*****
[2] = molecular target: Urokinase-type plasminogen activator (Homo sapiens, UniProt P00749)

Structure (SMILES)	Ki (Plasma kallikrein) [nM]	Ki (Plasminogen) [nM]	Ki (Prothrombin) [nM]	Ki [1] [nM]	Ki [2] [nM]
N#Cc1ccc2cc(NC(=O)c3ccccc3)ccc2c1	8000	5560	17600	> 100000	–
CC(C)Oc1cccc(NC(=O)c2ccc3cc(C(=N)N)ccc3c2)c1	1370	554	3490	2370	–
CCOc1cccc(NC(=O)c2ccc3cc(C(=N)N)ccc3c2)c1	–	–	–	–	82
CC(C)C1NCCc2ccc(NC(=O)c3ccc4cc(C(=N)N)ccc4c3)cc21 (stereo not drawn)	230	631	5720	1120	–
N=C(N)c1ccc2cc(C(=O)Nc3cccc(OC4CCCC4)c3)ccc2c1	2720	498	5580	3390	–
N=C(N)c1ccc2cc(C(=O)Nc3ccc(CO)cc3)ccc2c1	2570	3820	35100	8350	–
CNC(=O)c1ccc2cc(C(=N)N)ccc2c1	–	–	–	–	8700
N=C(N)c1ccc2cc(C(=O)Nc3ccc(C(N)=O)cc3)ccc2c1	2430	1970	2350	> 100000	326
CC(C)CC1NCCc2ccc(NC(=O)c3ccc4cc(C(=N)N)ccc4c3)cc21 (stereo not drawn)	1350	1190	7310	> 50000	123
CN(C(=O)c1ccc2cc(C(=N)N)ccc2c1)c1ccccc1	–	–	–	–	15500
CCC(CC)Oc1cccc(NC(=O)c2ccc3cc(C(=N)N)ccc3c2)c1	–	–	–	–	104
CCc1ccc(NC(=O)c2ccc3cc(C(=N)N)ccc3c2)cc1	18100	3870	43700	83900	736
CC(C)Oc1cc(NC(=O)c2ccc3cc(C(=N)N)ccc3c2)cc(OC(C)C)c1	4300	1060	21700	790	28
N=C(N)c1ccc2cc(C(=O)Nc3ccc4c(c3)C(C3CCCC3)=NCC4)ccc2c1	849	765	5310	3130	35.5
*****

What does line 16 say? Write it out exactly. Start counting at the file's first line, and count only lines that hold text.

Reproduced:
N=C(N)c1ccc2cc(C(=O)Nc3ccc4c(c3)C(C3CCCC3)=NCC4)ccc2c1	849	765	5310	3130	35.5